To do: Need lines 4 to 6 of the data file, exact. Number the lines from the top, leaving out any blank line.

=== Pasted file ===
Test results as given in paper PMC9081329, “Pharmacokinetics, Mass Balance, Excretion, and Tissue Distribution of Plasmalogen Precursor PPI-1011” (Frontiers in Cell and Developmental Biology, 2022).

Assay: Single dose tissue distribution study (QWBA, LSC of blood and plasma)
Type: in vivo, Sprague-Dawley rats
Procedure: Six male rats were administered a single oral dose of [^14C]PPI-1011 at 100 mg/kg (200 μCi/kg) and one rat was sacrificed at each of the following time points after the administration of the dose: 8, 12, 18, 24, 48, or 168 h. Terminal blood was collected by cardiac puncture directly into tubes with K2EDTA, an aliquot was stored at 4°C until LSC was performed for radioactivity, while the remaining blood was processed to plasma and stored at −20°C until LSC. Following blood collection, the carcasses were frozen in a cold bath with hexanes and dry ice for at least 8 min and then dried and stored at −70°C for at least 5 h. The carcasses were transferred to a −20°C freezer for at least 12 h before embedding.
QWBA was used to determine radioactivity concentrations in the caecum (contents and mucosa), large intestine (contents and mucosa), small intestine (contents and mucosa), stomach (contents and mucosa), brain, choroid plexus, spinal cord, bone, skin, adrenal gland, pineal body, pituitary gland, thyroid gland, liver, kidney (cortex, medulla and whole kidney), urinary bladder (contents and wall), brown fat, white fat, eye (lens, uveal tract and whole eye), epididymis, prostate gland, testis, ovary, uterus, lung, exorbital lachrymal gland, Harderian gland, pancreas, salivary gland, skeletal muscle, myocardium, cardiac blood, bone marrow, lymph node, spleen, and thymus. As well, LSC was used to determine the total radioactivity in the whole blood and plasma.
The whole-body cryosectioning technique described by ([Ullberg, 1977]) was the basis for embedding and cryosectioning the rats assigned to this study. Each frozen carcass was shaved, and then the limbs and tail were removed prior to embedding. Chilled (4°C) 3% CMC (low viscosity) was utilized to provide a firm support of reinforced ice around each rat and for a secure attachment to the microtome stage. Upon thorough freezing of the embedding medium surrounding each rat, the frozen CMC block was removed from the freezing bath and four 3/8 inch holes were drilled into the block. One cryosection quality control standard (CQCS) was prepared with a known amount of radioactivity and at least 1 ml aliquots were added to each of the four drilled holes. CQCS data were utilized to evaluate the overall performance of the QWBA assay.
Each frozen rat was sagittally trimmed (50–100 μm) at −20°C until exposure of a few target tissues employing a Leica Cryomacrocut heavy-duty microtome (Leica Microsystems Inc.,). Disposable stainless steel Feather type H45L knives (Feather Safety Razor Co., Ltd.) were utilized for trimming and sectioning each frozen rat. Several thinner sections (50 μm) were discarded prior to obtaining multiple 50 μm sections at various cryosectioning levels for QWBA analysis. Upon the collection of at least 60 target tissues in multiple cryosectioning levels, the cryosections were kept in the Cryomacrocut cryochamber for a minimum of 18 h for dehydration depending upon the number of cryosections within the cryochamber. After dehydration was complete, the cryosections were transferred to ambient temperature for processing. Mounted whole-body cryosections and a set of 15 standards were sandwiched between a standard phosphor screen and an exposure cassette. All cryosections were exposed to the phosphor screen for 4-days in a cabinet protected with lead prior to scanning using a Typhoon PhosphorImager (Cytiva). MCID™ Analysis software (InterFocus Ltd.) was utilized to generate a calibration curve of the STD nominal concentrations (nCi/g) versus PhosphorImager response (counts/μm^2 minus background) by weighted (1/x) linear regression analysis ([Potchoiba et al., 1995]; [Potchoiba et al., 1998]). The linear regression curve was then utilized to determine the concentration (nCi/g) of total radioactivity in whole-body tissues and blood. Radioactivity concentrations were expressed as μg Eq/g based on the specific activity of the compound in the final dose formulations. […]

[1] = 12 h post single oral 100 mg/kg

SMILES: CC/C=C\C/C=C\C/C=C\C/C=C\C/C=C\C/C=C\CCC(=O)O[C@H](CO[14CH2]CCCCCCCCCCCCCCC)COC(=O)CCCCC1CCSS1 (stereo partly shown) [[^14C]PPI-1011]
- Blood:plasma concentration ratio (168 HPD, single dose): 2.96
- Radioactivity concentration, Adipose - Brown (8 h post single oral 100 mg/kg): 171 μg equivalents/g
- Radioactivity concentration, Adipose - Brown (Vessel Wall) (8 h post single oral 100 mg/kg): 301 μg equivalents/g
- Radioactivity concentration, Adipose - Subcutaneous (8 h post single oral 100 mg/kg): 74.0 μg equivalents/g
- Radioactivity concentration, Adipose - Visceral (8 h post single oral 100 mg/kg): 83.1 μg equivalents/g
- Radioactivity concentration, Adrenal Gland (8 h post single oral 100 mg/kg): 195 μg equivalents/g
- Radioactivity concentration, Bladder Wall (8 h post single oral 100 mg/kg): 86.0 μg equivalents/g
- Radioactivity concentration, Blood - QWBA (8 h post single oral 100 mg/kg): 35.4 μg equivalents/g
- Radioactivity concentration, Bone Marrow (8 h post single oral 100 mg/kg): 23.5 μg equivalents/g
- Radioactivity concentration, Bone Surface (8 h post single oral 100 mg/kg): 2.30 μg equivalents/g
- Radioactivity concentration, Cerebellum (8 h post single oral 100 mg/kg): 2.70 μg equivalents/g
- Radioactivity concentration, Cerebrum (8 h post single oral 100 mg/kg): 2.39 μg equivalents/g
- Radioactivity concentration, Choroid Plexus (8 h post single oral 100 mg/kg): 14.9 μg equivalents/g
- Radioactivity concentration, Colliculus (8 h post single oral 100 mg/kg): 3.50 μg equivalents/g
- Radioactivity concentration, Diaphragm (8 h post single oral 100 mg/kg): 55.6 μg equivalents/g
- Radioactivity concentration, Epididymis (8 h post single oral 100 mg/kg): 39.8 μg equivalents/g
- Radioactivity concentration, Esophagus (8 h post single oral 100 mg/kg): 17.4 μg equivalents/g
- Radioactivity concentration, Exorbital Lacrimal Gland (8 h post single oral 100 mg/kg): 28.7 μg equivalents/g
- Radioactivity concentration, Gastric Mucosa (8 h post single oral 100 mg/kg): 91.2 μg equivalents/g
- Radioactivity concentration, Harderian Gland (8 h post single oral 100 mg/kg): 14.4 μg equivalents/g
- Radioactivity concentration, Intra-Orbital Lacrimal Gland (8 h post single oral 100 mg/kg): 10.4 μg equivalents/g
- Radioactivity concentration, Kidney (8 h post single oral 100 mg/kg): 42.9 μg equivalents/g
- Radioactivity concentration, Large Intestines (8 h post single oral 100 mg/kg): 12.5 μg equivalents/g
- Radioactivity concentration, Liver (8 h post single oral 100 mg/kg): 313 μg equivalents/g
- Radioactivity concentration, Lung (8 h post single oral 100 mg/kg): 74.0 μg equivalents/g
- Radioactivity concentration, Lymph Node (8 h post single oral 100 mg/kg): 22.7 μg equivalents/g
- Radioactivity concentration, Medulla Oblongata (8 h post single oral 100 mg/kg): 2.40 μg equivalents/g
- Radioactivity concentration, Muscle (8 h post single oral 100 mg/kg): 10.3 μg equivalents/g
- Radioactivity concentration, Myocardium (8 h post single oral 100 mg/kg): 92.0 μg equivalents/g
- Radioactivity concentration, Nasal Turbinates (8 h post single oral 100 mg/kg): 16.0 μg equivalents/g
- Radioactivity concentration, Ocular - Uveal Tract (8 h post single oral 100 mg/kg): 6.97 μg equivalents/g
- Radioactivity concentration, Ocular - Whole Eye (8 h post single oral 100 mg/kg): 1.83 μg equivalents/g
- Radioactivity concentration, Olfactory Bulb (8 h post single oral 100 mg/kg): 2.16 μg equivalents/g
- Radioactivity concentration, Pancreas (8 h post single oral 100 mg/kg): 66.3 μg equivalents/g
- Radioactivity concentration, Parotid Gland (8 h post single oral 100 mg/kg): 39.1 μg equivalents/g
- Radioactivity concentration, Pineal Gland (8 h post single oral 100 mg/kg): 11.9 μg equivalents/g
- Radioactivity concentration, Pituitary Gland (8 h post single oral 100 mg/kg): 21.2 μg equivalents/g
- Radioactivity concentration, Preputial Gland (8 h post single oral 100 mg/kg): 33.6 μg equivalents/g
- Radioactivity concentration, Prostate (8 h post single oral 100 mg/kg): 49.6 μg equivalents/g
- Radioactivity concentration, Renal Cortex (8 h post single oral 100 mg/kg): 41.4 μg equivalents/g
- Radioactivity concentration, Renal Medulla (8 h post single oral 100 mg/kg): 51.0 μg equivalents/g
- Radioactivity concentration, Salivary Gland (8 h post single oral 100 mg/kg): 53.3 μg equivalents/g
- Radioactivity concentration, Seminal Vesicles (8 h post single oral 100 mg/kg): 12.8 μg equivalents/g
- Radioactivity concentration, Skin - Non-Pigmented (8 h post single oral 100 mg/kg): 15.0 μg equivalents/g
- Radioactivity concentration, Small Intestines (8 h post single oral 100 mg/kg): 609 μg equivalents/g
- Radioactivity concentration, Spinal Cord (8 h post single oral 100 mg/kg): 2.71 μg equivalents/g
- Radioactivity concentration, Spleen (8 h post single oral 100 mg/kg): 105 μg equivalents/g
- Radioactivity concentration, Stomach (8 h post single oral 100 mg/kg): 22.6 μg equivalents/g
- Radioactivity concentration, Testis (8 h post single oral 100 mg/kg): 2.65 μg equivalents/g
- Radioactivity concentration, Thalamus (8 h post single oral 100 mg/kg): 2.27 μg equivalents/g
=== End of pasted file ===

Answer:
Procedure: Six male rats were administered a single oral dose of [^14C]PPI-1011 at 100 mg/kg (200 μCi/kg) and one rat was sacrificed at each of the following time points after the administration of the dose: 8, 12, 18, 24, 48, or 168 h. Terminal blood was collected by cardiac puncture directly into tubes with K2EDTA, an aliquot was stored at 4°C until LSC was performed for radioactivity, while the remaining blood was processed to plasma and stored at −20°C until LSC. Following blood collection, the carcasses were frozen in a cold bath with hexanes and dry ice for at least 8 min and then dried and stored at −70°C for at least 5 h. The carcasses were transferred to a −20°C freezer for at least 12 h before embedding.
QWBA was used to determine radioactivity concentrations in the caecum (contents and mucosa), large intestine (contents and mucosa), small intestine (contents and mucosa), stomach (contents and mucosa), brain, choroid plexus, spinal cord, bone, skin, adrenal gland, pineal body, pituitary gland, thyroid gland, liver, kidney (cortex, medulla and whole kidney), urinary bladder (contents and wall), brown fat, white fat, eye (lens, uveal tract and whole eye), epididymis, prostate gland, testis, ovary, uterus, lung, exorbital lachrymal gland, Harderian gland, pancreas, salivary gland, skeletal muscle, myocardium, cardiac blood, bone marrow, lymph node, spleen, and thymus. As well, LSC was used to determine the total radioactivity in the whole blood and plasma.
The whole-body cryosectioning technique described by ([Ullberg, 1977]) was the basis for embedding and cryosectioning the rats assigned to this study. Each frozen carcass was shaved, and then the limbs and tail were removed prior to embedding. Chilled (4°C) 3% CMC (low viscosity) was utilized to provide a firm support of reinforced ice around each rat and for a secure attachment to the microtome stage. Upon thorough freezing of the embedding medium surrounding each rat, the frozen CMC block was removed from the freezing bath and four 3/8 inch holes were drilled into the block. One cryosection quality control standard (CQCS) was prepared with a known amount of radioactivity and at least 1 ml aliquots were added to each of the four drilled holes. CQCS data were utilized to evaluate the overall performance of the QWBA assay.